• Chekhov's Gun:
    • The anti-Soviet novel, written by an underground dissident. In episode 8 Grigory switches it out for Pokrovsky's dirty poems in Gaby's suitcase, to prevent her from being arrested and jailed by customs inspectors. That winds up leading to the poems getting published in America, which leads to the KGB finding out and investigating Pokrovsky, which leads to Nikolai discovering that Galya had a fling with Pokrovsky, which results in Grigory dumping Galya in episode 10.
    • The lost Communist Party card that Arkady panics about in episode 6, only for Ilya from the nightclub to find for him. This pays off four episodes later when Ilya uses this incident to blackmail Arkady into helping him get a travel visa to the West for a friend.
  • Comforting Comforter: Grigory may be something of a workaholic absentee father, but he still cares about his daughter, as demonstrated when he tucks her in bed in episode 5.
  • Crash-Into Hello: Arkady meets Klava the pretty redhead when he bumps into her, while he's backing up to take pictures of his buddies Andrey and Leonid.
  • Death by Childbirth: In the backstory, Grigory's wife Maya died in childbirth, the baby also dying. Grigory was left a widower and the single father of a little girl.
  • Death by Falling Over: Episode 11 reveals how the Americans roped Leonid into being a spy. In Cuba he pushed a man in a bar, who fell over and died. (It's subtly hinted that the whole affair might have been staged.)
  • Distant Prologue:
    • The first scene of the first episode is set at the American National Exhibition in Sokolniki in the summer of 1959, in a scene that establishes both Cold War tensions and several characters. The action then springs forward the better part of a year to April 30-May 1, 1960, and the downing of the U-2 spy plane.
    • The second episode begins with two boys exploring an old abandoned gun emplacement at Leningrad, and finding a message written in Spanish. Later it's revealed that when they were children, Leonid and his Spanish orphan buddy Figueroa carved that message in the concrete.
  • Dramatic Drop: Ruta sobs and dramatically drops her bag at the end of episode 10, when she comes home to find Alexei dead on the bathroom floor. (Alexei, who was trying to get around the house depite being paralyzed by hanging onto objects, slipped and fell and hit his head.)
  • Eagle Squadron: In episode 3 a French movie about the Normandie-Niemen fighter pilot squadron, just about the only Eagle Squadron to fight with the Soviets on the Eastern Front, is premiering in Moscow. The folks from SAG invite Joseph Chaprel, a veteran of the unit, to come to the USSR for the premiere.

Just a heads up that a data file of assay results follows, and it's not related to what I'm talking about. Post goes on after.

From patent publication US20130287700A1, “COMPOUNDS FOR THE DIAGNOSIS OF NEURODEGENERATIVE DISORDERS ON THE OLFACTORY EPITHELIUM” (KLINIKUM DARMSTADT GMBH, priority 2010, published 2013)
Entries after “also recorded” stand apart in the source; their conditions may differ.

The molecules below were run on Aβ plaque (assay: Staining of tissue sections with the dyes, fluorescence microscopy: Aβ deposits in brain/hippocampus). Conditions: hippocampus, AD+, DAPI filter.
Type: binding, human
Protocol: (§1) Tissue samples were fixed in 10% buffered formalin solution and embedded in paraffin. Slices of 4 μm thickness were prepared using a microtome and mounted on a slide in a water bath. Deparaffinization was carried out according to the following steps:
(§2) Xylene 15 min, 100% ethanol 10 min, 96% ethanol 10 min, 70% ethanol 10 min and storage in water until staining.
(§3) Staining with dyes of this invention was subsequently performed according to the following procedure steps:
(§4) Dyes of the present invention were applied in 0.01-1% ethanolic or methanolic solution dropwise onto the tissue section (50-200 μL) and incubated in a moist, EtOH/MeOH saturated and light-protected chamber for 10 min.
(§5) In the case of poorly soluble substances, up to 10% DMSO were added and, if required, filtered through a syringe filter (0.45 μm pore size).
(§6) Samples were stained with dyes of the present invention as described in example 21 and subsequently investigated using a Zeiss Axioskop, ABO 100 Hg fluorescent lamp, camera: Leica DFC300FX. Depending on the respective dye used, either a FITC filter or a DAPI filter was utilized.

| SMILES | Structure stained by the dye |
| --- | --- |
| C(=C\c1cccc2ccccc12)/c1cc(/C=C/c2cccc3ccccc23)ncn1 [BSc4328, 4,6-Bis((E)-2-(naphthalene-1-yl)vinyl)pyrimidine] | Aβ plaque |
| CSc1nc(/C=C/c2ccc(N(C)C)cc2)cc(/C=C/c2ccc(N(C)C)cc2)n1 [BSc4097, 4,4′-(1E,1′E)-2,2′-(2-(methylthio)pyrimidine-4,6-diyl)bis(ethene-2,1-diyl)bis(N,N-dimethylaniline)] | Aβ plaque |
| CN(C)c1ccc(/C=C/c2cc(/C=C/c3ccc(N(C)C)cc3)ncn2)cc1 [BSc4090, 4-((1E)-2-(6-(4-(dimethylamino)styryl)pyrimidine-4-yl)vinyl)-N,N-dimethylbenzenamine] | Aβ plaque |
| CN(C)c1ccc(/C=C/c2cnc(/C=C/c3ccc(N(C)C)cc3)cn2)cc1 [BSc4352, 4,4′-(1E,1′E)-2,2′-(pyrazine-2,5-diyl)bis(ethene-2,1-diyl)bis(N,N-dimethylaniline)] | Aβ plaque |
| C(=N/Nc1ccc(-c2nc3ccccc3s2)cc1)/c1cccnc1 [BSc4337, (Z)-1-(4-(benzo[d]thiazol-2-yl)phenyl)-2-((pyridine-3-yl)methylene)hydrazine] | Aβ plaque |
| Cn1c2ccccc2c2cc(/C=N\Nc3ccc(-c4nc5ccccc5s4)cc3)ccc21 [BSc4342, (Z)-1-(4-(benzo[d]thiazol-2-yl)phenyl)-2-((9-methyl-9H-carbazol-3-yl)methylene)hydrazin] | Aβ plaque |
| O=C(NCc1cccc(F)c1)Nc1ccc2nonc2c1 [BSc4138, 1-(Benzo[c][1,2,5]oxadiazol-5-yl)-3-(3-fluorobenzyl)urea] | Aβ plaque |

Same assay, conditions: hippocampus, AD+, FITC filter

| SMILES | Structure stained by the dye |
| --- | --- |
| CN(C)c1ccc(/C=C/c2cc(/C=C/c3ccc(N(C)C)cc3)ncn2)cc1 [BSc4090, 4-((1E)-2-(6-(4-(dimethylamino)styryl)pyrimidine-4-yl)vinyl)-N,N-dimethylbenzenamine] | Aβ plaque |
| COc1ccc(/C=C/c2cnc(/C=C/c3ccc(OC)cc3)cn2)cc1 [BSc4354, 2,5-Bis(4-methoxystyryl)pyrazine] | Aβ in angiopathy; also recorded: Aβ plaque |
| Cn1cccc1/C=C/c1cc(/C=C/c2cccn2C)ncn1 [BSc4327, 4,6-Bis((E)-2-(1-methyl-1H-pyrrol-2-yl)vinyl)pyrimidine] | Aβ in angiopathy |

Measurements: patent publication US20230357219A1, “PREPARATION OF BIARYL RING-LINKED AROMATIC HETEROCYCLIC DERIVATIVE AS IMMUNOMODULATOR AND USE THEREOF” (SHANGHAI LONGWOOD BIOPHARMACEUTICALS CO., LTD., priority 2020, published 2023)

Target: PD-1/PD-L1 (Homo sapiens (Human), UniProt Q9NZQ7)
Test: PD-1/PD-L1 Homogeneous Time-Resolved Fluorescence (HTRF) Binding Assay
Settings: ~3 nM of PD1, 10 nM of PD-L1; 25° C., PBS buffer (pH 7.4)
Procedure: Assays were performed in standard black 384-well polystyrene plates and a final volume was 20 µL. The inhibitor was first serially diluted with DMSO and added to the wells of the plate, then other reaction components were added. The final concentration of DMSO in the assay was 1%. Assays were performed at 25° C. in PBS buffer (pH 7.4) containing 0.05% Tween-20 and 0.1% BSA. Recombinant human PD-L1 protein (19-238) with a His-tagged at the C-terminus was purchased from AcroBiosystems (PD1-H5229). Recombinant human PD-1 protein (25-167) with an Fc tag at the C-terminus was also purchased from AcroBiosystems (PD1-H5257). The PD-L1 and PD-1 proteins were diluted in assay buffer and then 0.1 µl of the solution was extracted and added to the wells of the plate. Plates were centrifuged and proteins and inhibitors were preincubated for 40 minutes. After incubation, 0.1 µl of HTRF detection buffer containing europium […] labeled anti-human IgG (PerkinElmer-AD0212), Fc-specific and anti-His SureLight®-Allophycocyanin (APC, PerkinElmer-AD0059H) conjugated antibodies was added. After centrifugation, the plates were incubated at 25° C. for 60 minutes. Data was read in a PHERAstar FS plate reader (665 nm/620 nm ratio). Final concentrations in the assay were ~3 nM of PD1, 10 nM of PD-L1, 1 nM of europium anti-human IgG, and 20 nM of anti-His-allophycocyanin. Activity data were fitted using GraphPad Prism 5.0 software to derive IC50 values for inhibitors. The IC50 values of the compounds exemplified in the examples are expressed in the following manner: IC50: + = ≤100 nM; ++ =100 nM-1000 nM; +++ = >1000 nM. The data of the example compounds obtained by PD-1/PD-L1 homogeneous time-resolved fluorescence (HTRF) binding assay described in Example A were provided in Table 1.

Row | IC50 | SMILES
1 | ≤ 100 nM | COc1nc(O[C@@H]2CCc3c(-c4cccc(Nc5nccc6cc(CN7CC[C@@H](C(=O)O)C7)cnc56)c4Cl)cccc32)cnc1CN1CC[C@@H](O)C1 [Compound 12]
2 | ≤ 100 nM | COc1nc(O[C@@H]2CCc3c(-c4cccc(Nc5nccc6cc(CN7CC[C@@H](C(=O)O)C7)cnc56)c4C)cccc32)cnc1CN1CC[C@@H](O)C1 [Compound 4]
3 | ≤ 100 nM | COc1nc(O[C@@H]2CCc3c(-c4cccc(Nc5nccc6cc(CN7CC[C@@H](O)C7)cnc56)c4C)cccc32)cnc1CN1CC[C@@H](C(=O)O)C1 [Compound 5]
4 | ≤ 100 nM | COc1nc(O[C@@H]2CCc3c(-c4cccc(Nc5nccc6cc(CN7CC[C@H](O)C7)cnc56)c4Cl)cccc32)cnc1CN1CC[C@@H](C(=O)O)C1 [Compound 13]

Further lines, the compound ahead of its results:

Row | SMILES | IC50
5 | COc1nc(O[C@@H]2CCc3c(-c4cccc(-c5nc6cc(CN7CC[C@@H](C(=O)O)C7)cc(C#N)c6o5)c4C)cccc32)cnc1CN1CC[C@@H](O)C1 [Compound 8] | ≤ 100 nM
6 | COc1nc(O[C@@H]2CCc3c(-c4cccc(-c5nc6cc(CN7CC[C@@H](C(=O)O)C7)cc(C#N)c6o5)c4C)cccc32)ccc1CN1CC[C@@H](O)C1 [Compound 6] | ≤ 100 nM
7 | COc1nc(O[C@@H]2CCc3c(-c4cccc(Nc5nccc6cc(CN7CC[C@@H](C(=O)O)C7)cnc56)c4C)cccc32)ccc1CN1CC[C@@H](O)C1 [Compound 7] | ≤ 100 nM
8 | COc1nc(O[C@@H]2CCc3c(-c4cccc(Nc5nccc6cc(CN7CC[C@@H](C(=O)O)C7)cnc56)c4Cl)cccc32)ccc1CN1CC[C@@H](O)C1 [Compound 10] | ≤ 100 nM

• Faux Affably Evil: Nikolai acts like he's Grigory's friend, and he's Ruta's lover, even as he's investigating people for the KGB. In episode 11 he drops the act and tells Grigory to his face that he's hated Grigory for 12 years, ever since Grigory wrote a negative report on him that damaged his career. Nikolai is plotting to destroy Grigory and everyone in his department.
  • The Fellowship Has Ended: The series ends with the members of the SAG broken up. Grigory gets promoted, Ruta gets promoted to a job managing American affairs, and Andrey is being sent off on a foreign mission to Africa. Arkady is left managing the SAG. Leonid for his part has taken Nikolai's place in the KGB and presumably will continue spying for the Americans.
  • Foreshadowing: It's mentioned in the first episode that Muratov plays tennis with Sergei Khruschev. Sure enough, before the episode is over Muratov is introducing Grigory, who begs Sergei to deliver a message to his father the premier.
  • Get A Hold Of Yourself Man: Arkady completely freaks out in episode 6 when he realizes that he has lost his brand-new Communist Party membership card at the race track. Leonid has to slap him twice before Arkady calms down enough for them to figure out what to do.
  • Guile Hero: Grigory, who outwits people. In episode 5, the one where four shipwrecked Russian sailors are rescued by the Americans, a substantial portion of the Foreign Ministry wants to write them off as poachers. Nikolai, who knows the KGB, says that they'll be torturing the sailors into admitting they were American spies. What does Grigory do? He plants a story with Conway aka Konev, the emigre White Russian newspaper columnist, to the effect that the KGB will be torturing and Unperson-ing the sailors. Then he gets the Foreign Ministry to insure that the sailors are treated well and welcomed home with open arms, in order to embarrass the Americans and Conway in particular, but also to get the sailors back.
  • Historical Domain Character:
    • Muratov introduces Grigory to Sergei Khrushchev in the first episode. At Grigory's behest, Sergei gets his father to postpone the speech that would have announced the downing of the plane.